How to write a creative writing piece

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Published Date:04-07-2017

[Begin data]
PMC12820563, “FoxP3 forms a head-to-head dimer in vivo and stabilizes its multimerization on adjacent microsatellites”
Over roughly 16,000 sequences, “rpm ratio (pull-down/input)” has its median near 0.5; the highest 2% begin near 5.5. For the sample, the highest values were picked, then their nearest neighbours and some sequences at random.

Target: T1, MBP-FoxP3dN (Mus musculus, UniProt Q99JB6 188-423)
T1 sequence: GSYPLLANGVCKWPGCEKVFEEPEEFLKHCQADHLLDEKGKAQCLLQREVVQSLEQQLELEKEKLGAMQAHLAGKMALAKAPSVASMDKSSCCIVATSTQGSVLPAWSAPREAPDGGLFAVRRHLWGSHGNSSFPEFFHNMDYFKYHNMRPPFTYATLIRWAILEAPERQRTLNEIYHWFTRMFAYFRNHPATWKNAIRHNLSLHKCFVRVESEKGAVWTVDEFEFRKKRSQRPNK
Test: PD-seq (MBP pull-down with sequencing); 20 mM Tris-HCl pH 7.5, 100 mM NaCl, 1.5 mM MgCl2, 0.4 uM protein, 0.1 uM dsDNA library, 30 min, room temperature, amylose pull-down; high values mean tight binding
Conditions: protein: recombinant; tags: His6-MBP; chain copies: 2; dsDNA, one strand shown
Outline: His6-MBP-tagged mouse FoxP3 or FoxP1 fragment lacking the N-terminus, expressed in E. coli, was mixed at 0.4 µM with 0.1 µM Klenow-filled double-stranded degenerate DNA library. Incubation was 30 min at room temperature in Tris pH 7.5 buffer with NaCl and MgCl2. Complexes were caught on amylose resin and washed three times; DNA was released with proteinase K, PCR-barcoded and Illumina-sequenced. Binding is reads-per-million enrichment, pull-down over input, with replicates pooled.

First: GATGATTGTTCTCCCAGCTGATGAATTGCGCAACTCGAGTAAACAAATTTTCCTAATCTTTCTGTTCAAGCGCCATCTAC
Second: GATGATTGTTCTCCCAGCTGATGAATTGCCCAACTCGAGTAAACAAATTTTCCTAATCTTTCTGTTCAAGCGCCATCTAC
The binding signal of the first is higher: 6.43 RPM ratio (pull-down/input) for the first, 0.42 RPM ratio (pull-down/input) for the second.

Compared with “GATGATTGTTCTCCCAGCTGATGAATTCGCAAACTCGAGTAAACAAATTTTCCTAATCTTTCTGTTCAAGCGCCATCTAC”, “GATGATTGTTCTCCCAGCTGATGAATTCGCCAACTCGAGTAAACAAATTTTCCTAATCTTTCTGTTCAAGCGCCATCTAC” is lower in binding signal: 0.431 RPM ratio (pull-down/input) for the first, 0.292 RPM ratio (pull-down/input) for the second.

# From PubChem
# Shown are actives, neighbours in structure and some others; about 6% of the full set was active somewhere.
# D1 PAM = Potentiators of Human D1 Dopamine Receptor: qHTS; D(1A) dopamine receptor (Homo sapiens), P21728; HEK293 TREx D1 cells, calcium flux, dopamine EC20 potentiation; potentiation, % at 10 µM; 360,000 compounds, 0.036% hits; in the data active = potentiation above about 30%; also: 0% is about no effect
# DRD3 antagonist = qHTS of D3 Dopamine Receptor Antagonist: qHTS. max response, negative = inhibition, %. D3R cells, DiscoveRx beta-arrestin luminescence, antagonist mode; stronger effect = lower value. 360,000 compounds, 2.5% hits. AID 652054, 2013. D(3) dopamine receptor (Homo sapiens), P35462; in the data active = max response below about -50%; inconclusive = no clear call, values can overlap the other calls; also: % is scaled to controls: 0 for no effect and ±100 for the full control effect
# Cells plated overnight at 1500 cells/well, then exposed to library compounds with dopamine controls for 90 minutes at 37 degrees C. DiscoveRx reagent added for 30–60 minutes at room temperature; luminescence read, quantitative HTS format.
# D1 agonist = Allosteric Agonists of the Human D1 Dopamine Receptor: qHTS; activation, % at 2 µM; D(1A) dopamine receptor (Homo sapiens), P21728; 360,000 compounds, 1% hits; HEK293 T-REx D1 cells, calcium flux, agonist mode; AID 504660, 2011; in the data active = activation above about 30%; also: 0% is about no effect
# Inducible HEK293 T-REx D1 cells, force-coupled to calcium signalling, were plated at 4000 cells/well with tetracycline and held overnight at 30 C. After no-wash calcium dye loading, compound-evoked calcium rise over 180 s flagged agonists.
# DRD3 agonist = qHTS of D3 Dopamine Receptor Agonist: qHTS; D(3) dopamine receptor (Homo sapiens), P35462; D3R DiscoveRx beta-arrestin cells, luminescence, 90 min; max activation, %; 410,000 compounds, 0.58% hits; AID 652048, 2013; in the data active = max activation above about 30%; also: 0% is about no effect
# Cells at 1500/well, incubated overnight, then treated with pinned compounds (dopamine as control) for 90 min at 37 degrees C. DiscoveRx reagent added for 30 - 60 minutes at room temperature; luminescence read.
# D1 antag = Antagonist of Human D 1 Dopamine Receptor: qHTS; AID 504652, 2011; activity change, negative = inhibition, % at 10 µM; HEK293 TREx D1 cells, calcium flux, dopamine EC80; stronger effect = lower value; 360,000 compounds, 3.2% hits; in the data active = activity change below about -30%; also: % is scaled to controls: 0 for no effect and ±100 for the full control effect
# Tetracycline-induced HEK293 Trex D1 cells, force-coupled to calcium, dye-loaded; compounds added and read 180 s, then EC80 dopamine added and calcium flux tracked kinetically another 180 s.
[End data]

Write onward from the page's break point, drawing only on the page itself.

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BA (Hons) English with Creative Writing Course Handbook 2016/17 Undergraduate Students Programme Code(s) BAECW Faculty Faculty of Arts, Environment & Technology School School of Cultural Studies & Humanities Contents 1 Welcome to the Course ...................................................................................................... 3 2 Studying on this Course .................................................................................................... 11 3 Assessment and Feedback ................................................................................................ 14 4 Where to Get Help ............................................................................................................ 19 5 What to do if you… ........................................................................................................... 23 6 Relevant Policies ............................................................................................................... 25 7 Appendix A: Course Specification………………………………………………………………………………… 2016/17 Undergraduate Course Handbook 2 1.3 Academic Calendar and Timetable Our standard student academic calendar is summarised below: Week Commencing Monday Student Calendar 22.08.16 29.08.16 Bank Holiday 29.08.16 05.09.16 12.09.16 19.09.16 Student Welcome and Induction Week 26.09.16 Semester 1 Teaching Starts 03.10.16 10.10.16 17.10.16 24.10.16 31.10.16 07.11.16 14.11.16 21.11.16 28.11.16 05.12.16 12.12.16 19.12.16 – 06.01.17 Christmas Break 09.01.17 – 20.01.17 Formal Examinations Period 23.01.17 Student Welcome and Induction Week 30.01.17 Semester 2 Teaching Starts 06.02.17 13.02.17 20.02.17 27.02.17 06.03.17 13.03.17 20.03.17 27.03.17 03.04.17 10.04.17 Easter Break 17.04.17 Bank Holiday 24.04.17 01.05.17 Bank Holiday 01.05.17 08.05.17 – 19.05.17 Formal Examinations Period 22.05.17 29.05.17 Spring Bank Holiday 29.05.17 05.06.17 12.06.17 19.06.17 26.06.17 03.07.17 10.07.17 17.07.17 24.07.17 31.07.17 07.08.17 14.08.17 2016/17 Undergraduate Course Handbook 5 Full details of this and future standard student academic calendars are available at: Once you have enrolled, you will have a student login. You can then find confirmation of your personal timetable by selecting the appropriate link after logging on the Student Hub from 1.4 Key Contacts Course Leader The Course Leader is the lead academic responsible for managing, overseeing and reviewing the course. Their duties include the induction of students at each level, preparation of the Course Handbook, acting as a source of information and assistance to students throughout the teaching semester, and reviewing and developing the course in consultation with students and other academic staff. The Course Leader chairs a number of progress and review meetings over the course of the year, including following Semester 1 when students’ marks are recorded and their progress discussed. Students with failing marks likely to affect their progression are contacted by their personal tutors, and referred to module tutors for detailed advice on reassessment. The Course Leader for English with Creative Writing is: Dr Lucy Burnett Tel: 0113 812 5793 Office Hours: Wednesdays 10am - midday Personal Tutor All students are allocated personal tutors and have their initial meeting with them as part of the induction process. Subsequently, formal meetings occur at least once each semester at each level. The function of these meetings is to review students’ academic progress and to offer appropriate pastoral support. In addition students can meet informally with their personal tutors for advice and guidance by arranging a meeting at any point in their 2016/17 Undergraduate Course Handbook 6 programme of study. Particular attention is given to the academic support and guidance of Level 4 students. All BAECW students are supervised by one of the L4 creative writing teaching team in order that there is a direct link between the academic and pastoral elements of support. At Level 6 students’ dissertation supervisors are their personal tutors, during which time students are given advice and support to enable them to prepare for life beyond university. Student Liaison Officer Module and personal tutors are supported by the Faculty’s two Student Liaison Officers, who are available to give students practical advice and refer them to the University’s student support services. A student counselling service, a Chaplaincy, a Health Centre and Disability Support are provided by Student Services. There is also a student drop-in centre, the HelpZone, which provides information about services available to students. The Student Liaison Officers (SLOs) for this course are: BEN WILLIS Reception, Caedmon, Headingley Campus/ Reception, Broadcasting Place, City Campus Email: Telephone: 0113 812 4754 (Headingley) 0113 812 1861 (City) LUCY HOPKINS Reception, Caedmon, Headingley Campus/ Reception, Broadcasting Place, City Campus Email: Telephone: 0113 812 474 (Headingley) 0113 812 1861 (City) 2016/17 Undergraduate Course Handbook 7 Course Representative Course Representatives are student volunteers who represent your views at course-level, in course forums and in meetings with academic and support staff. Details about being a Course Representative are available at representatives.htm and on the Students’ Union website Further information and the opportunity to consider standing for the role will be provided during student induction. Student Administrator The Student Administrator, who provides the first point of contact for any administrative queries about this course, is Chris Calvert: Telephone: 0113 8124923 The course administration team is led by Gemma Stronach: Telephone: 0113 8123339 The administrative team are based in Broadcasting Place in Room 111 where there is an enquiry desk during office hours. Academic Librarian Our subject librarians, who are based in the Sheila Silver Library, are Alison Park and Karen Fisher. They share the following contact details: (0113) 812 1106 / (0113) 812 3382 1.5 Keeping in Touch Academic and administrative staff at our University use your student email address to contact you. It is important that you check this account regularly. You can forward emails from your student email address to a preferred personal email address, however, 2016/17 Undergraduate Course Handbook 8 quarantine and spam filters needed by our University mean that emails sent from external email addresses may be delayed, blocked or deleted. It is therefore important that your student email address is the only email address that you use to contact University staff. We will inform you of class activities and course notifications, including any cancellations, as soon as possible. Depending on the preferences of module tutors, this might include a text to the mobile number on our student records, emails to student email addresses or through MyBeckett announcements. In order to keep up to date with course and module developments we recommend the download of the MyBeckett app onto your smart phone. For each module, the Module Handbook will include the preferred method of communicating general information about that module to you. Please make sure that you inform your Student Administration team whenever you change your address and contact details. It is important that you also update your records yourself. You can do this via the My Account/Update my Data tab on MyBeckett. This will ensure we can always contact you in an emergency, and that you receive any important University communications that we may need to send you. 1.6 Working in Partnership We are committed to working in partnership with you and the Students’ Union to provide you with an inclusive, safe and engaging learning environment which is conducive to study for all our students and our staff. An important element of your time studying with us is your engagement in developing your learning. Your engagement and attendance on your course enables you to further your learning and supports your achievement, course completion and aspirations for the future. There is an expectation that students will attend, engage in their learning and submit for assessment. We provide support for you to maximise your time studying with us and to develop your learning, skills and abilities to support you in your chosen career path. We seek active participation by all our students in the continuous enhancement of our courses and through our annual course monitoring and review processes. These are formal processes used by our University for assuring the academic standards and quality of your course and its continuous improvement. These processes utilise your feedback, External 2016/17 Undergraduate Course Handbook 9 Examiners’ reports, feedback from staff and others, data relating to student outcomes on the course and student surveys to reflect on areas of good practice and areas for further enhancement. We invite all students to participate in a range of opportunities to provide us with feedback on your course and modules. This may include discussions with staff, focus groups, and meetings (e.g. with Course Representatives or with staff) and formalised student surveys e.g. mid module reviews, end of module evaluations and specific course or other surveys such as the Student Barometer, National Study Survey (undergraduate students)/Postgraduate Taught Experience Survey and Destination of Leavers in Higher Education Survey. We utilise the outcomes of this survey to benchmark our courses nationally and to inform annual course enhancements. Informal feedback is also welcome at any time either via your personal or module tutor or via your Course Representative. Our partnership with you enables us together to make the most of your learning experience with us and to enhance the quality and reputation of your course. You can find out what actions have been taken in response to your feedback through your Course Representative, the Students’ Union, your tutors or through the Library. 1.7 Course Representatives You have the opportunity of becoming an elected Course Representative working in a voluntary capacity with students, the Students’ Union, the Course Leader and members of the course team and our university. The Students’ Union, working in partnership with our University, jointly enables the process for election and appointment of Course Representatives, their training, development and engagement in enhancement activities. Being a Course Representative provides an opportunity for you to enhance your own learning and the development of relevant professional and employability skills in parallel with your studies. As a Course Representative you would play an important role in:  acting as a point of contact and advocate for students on your course and in supporting their active engagement; 2016/17 Undergraduate Course Handbook 10  gathering feedback from students on your course to inform further enhancements to the quality of your course and the student experience;  enabling dialogue and good communication between students and staff on the course;  working with the Course Leader, members of the course team and the Students’ Union to enhance your course;  facilitating and engaging in meetings about your course; and  being an ambassador for your course. Further details about Course Representatives are available on the Students’ Union web site, on the Student Hub web site and in our University’s Academic Regulations (section 3.3). 2 Studying on this Course Gaining a greater understanding of what writers have done by having a go at it yourself is at the heart of our course. Great readers make great writers, and vice versa, while the course will encourage you to not only study cultural change, but to make your own creative cultural interventions The literature component of the course reflects the range and diversity of English as a global literature, and reinterprets the literature of the past, making it relevant to the present day. The creative writing component will introduce you to a range of skills and techniques in different forms such as poetry, fiction and life-writing. In the first two years the critical and creative parts of the course will be run in parallel – while you are studying reading poetry you will simultaneously be studying poetry as a creative practice. Thus, during the first two years you will develop the skills and knowledge required for literary and creative study, and be encouraged to identify your own interests and style ready for the dissertation and final creative portfolio which represents the culmination of the course. Professional skills are embedded into the course at all levels, preparing you for the world of work upon graduation. 2016/17 Undergraduate Course Handbook 11 2.1 Course Specification The Course Specification is a concise description of your course's aims and objectives and how you will be taught and assessed. The Course Specification is accessed via our online prospectus. Just search for your course title here: then click the ‘Modules and Learning’ tab on your course page to access the Course Specification. Course Structure The course structure outlines the modules that will be delivered on this course. Full details of the structure for this course can be found in the Course Specification. Course Learning Outcomes All courses are benchmarked against the Frameworks for Higher Education Qualifications of UK Degree-Awarding Bodies (FHEQ-DAB). The FHEQ-DAB can be viewed on the Quality Assurance Agency website: For more details on the Course Learning Outcomes specific to this course please view the Course Specification. Module Information For detailed information about the modules on this course please refer to the Module Handbooks. 2.2 Course Resources The Course specification specifies the physical and online resources available to students on this course. 2.3 Skills you will Gain during the Course Skills Developed We aim to give our students a solid grounding in the subject of English Literature and the skills and techniques of a wide range of creative practices, deepening your knowledge and understanding, expanding your intellectual and personal horizons, and providing you with the knowledge and confidence to write in a wide variety of forms and genres. The course also allows students to identify and develop the skills of independent and critical thought, 2016/17 Undergraduate Course Handbook 12 research, self-reflection, evaluation, presentation collaborative working and effective communication that will make them employable. A distinctive element of the creative writing component of the course is developing the ability to provide constructive feedback to peers – a skill particularly transferable to professional development. Additional Activities/Recognition You will have opportunities to gain recognition during your time at Leeds Beckett University for the extra activities you do in addition to your studies, including volunteering, student societies, playing in our University sports teams and being a Course Representative. 2.4 Graduate Attributes There are three Graduate Attributes for Leeds Beckett University and these are tailored to suit your course. They will provide you with capabilities which are essential for your employability and wider life as you move on from your studies here. You will be formally assessed on them in some of your modules at each academic level in each year of your course. The tasks and assessments you do for the modules at each level increase in complexity. Our University has a Taxonomy which is used to design your course: This shows the different levels of knowledge you are expected to demonstrate at each level. A summary of how graduate attributes are developed and assessed on this course is provided in the Course specification. 2.5 Work-Related Activities and Employability Employability is an integral part of the course and an arc of development related to enterprise, global outlook and digital literacy are built into every level of the course structure. These three graduate attributes are developed with specific, appropriate emphasis in each course and you will be assessed on each of them at every academic level. 2016/17 Undergraduate Course Handbook 13 2.6 Opportunities for Graduates The Course Specification includes details of any accreditations, career paths, further study options and other opportunities for graduates. 2.7 External Examiner The External Examiner assures that you are assessed fairly in relation to other students on the same course and also that the standard of your own award is comparable to similar courses taken by students in other higher education institutions within the United Kingdom. The details of the External Examiner for this course are as follows: • Dr Julian Stannard • Reader in English and Creative Writing • University of Winchester The External Examiner(s) provide an annual report for your course and your Student Administrator can provide details of the External Examiner’s report on request. Further details on all External Examiners’ reports can be located here: 3 Assessment and Feedback 3.1 Assessment Assessment Strategy Information on the various methods of assessment can be found in the Course Specification. University Assessment Regulations Our University’s assessment regulations are contained within the University Regulations (section 2.2). Regulations on progression, award eligibility and honours degree classifications can be found in section 2.3. The Regulations are available at: 2016/17 Undergraduate Course Handbook 14 Assessment Schedule Please note the exam/assessment periods in the academic calendar (see section 1) and make sure that you are available during those periods. Examination The examination schedule is made available to you once exam times and locations are confirmed. Coursework Coursework assessment schedules are found in module handbooks and on the relevant sections of MyBeckett. Assessment Support Students with a disability who require additional support with assessment and examinations should contact Disability Advice who will assess your suitability for an adjustment plan. New applications should be made to Disability Advice as soon as possible. Where adjustments relate to examinations Disability Services should be contacted no later than Friday 11 November 2016 in advance of the semester one exam period, and by Friday 10 March 2017 in advance of the semester two exam period. This will provide the best chance of putting the recommendations, from the adjustment plan, in place for that semester’s main exam period. Where applications are made after these dates, we will try to put recommendations in place, but this may not always be possible. Please see for further information. Submitting Assignments Written assignments will be submitted via electronic submission on the student portal MyBeckett. Each module has its own site and submission box which is specific to each assignment (and linked late submissions box). If you are unclear where you are to submit assignments for any module, ask the module leader. The assignment submission process is linked to the software Turnitin which will ‘match’ your work with a massive global database of books, e-books, journals, websites and other students' work to help you to avoid 2016/17 Undergraduate Course Handbook 15 plagiarism. You can see if parts of your work 'match' work in the database and you can see if you have attributed this to the source. Turnitin can only help you if you submit drafts of your work a reasonable length of time before the submission deadline. Turnitin cannot detect plagiarism, it can only 'match' text. If you are not sure how to interpret the 'originality report' which Turnitin makes available to you please ask your module tutor. It is important for your achievement that you submit all work for all assignments in a timely manner. It is also important that you keep copies of all work submitted until after you have graduated. You should also keep any receipts confirming the submission of assignments. In the event of your submitted work being lost you may be required to produce a copy of the work and submission receipt. If you are unable to do so, your work will not be marked. It is important to note that submitting all assignments is a requirement of your course. Should you experience extenuating circumstances which prevent you from submitting on time please make yourself aware of section 3.4 of this handbook. Without any form of extenuating circumstances, standard penalties apply for late submission of assessed work. These range from 5% to 100% of the possible total mark, depending on the number of days late. Full details of the penalties for late submission of course work are available at (see section 2.2). 3.2 Getting Feedback on your Assessed Work Our University has committed to a four week turnaround for feedback. Each Module Handbook will provide you with specific guidelines on how and when you will receive this. The Course Specification explains how feedback will be provided on both formative and summative assessments. The four week period between assessment and feedback enables tutors to dedicate sufficient time for marking, to provide a window of time for second marking and input by external examiners plus the necessary administrative tasks surrounding assessment. 2016/17 Undergraduate Course Handbook 16 3.3 How do I Get my Results? Results from module assessments and decisions on progression to the next level of study (e.g. from level 4 to level 5 of an undergraduate degree) or awards (if you are in the final level) are available on the Results Online system from: Results will only appear within Results Online five working days after the date of the Board of Examiners meeting (the meeting where your end of level outcome will be decided) or the Examination Committee meeting (the meeting where modular outcomes are decided). If you are unsure about when you might receive your results or have queries relating to your results, you should contact your Student Administrator. 3.4 Extenuating Circumstances and Mitigation If you are experiencing problems which are adversely affecting your ability to study (called 'extenuating circumstances'), then you can apply for mitigation. The University operates a fit to sit/fit to submit approach to extenuating circumstances which means students who take their assessment are declaring themselves fit to do so. Examples of extenuating circumstances include personal or family illness, bereavement, family problems or being a victim of crime. You will need to provide evidence to prove your situation; the Students’ Union Advice Service can offer guidance on what evidence you will need to present. Further information can be found at Forms on which to claim extensions and mitigation are available from the School Office in BPA111 or online. There are a number of deadlines throughout the academic year after which mitigation panels meet to assess claims. This panel informs students of the outcome of their claims. Students may well seek the advice of personal tutors, the course leader, or Student Liaison Officers, in deciding on whether and how to claim. 2016/17 Undergraduate Course Handbook 17 3.5 Re-assessment If you have not passed a module at the first attempt you will be eligible for re-assessment. See your Module Handbook for details of the relevant re-assessment process (e.g. whether it is coursework, an examination, a presentation or other form of assessment/when it will take place/what the deadline is). You will be advised via Results Online of your options for re-assessment. You are advised to contact your Course Leader, Module tutor, Student Administrator or personal tutor for any necessary clarification. 3.6 Student Appeals If you feel that you have in some way been disadvantaged during your studies and this is reflected in your results, then you may have grounds for an academic appeal. After your results are available on Results Online you have 15 working days to submit a request for an appeal hearing. You will find the information you need, including grounds for appeal, when and how to appeal and frequently asked questions at: You are strongly advised to seek guidance from the Students’ Union Advice Service on whether you have grounds for an appeal and the completion of the paperwork – see section 4 for Students’ Union Advice Service contact details. 3.7 Academic Integrity Our University wants to give you credit for your learning and for work which you have done yourself. Unfair practice occurs when you have not done the work yourself. Any attempt to gain an unfair advantage, whether intentional or unintentional, is a matter of academic judgement and may be considered to be unfair practice. Examples of unfair practice include, but are not limited to cheating, plagiarism, self-plagiarism, collusion, ghostwriting and falsification of data. Definitions of these offences and the serious consequences of unfair practice can be found in our Regulations, section 2.9: Academic Integrity: 2016/17 Undergraduate Course Handbook 18 There are a range of resources available to help you understand what is and what is not permitted and how to use other people’s ideas in your assessed work. These include the Skills for Learning website which can be found at If you are unsure on how to reference your work correctly please seek advice from your tutors or access the Skills for Learning resources online. 4 Where to Get Help 4.1 Personal Tutors Your personal tutor (see Key Contacts in section 1) will usually be an academic member of staff who teaches you on your course. Your Course Leader will make sure that you are given the name and contact details of your personal tutor at the beginning of each year, usually in your course induction. Normally, your tutor will aim to follow you right through the duration of your course. Your personal tutor has an important role to play in supporting you in academic and personal matters while you are studying on this course. The meetings will include discussion about career aspirations, your course, your progress, and your academic results. You may want to set objectives for academic and life goals which you can store on your e- portfolio. Personal tutors are not trained counsellors and will signpost you to other University services if they can’t help you. These services may, for example, be the Students’ Union, the counselling service or the Student Hub. In the first year your tutor will probably initiate communication to request a meeting at a mutually convenient time, but later in your course it should be your responsibility to set up the meeting. If you ask information to be kept confidential it will be and a note will be kept securely in your University notes with an indication of who can access the information. You are entitled to have one meeting per semester with your personal tutor in each year of your course. But your personal tutor may ask you to come to see them more frequently and you should feel free to contact them if you need to see them urgently. 2016/17 Undergraduate Course Handbook 19 4.2 Student Hub If you have any questions about or problems with life at our University, the first place to call, email or pop into is the Student Hub. The team can help with a broad range of enquiries including: funding and money advice, being an international student, disability, counselling and wellbeing support, student cards, accommodation, fee payments, support from the Students’ Union, how to access on-line services, getting help with your CV, preparing for an interview, careers guidance and getting a part-time job. Details of these and other services are available at There is a Student Hub on the ground floor of the Rose Bowl at City Campus and one also in Campus Central at Headingley. Their telephone number is 0113 812 3000 and their e-mail address is They work closely with the course team, the Students’ Union, all University Services and external organisations to make sure that if they don’t have the answer to your question they will know who will. You can also use 'my Hub' which is an online resource available 24/7 where you can access information and guidance about a range of services, register and make appointments with Services, register for workshops and employability tutorials, search for job vacancies and use a range of careers resources. 4.3 Disability Support Disability Support is available from our Disability Advice Team. The Disability Advisers will work with students to ensure support is provided to meet their individual needs: Disabled students can also access the Disability Resource Areas in each library and the support provided by the Library Learning Support Officer, more information is available at 2016/17 Undergraduate Course Handbook 20 4.4 Library Help The Library There are two Libraries at Leeds Beckett, Sheila Silver at City Campus and Headingley Library, both open 24/7, 365 days a year. You can use either Library, although the book stock reflects the courses taught at each campus. The website ( also provides access to thousands of resources and information about Library services. Academic Librarian Your academic librarian (see Key Contacts in section 1) liaises with your lecturers to ensure physical and electronic information resources for your subject are available in the Library and they work with you throughout your time here to help you develop information and digital literacy skills. Help and Information Points If you have any questions about using the library or need IT support you can get help: • from the Help and Information Point on the ground floor of each library • online: • by phone - 0113 812 1000 (including 24/7 IT support). Skills for Learning Skills for Learning provides a wide range of web resources and publications on topics including plagiarism, group skills, research, maths, Harvard referencing, essay writing and time management. Information about workshops and one-to-one tutorials can be found at The School of Cultural Studies also has a dedicated Academic Writing tutor who runs weekly sessions aimed at improving your writing skills, and also 1-1 slots. For further information about these or to book a session contact Lisa Samson on: 2016/17 Undergraduate Course Handbook 21 MyBeckett It is important that you also update your personal data yourself. You can do this via the Update my Data channel in the My Account tab in MyBeckett. Opportunities for you to feedback to us formally include: course meetings, end of module evaluation, mid module review, student barometer surveys, Course Rep forums, the National Student Survey and other student surveys. MyBeckett, the portal and virtual learning environment, is the gateway to all the information you will need to support your studies during your time at University. It provides access to your modules and timetable, your email account: your personal storage area on our University IT servers and a wide range of other information. 4.5 Students’ Union Advice Service The Students’ Union advice service offers free, independent and confidential advice and representation to students. Professional advisers are employed directly by the Students’ Union to represent your interests – even if you are in dispute with our University. Advice is available on a large number of issues, for example:  Academic Problems including: mitigation, complaints, appeals, disciplinary procedures and academic misconduct.  Housing Problems including: disrepair, problems with your landlord, checking your tenancy agreement before you sign.  Money Issues including: problems with your student loan and debt.  Health and Wellbeing. Tel: (0113) 812 8400 E-mail: There are full details of all services available at: 2016/17 Undergraduate Course Handbook 22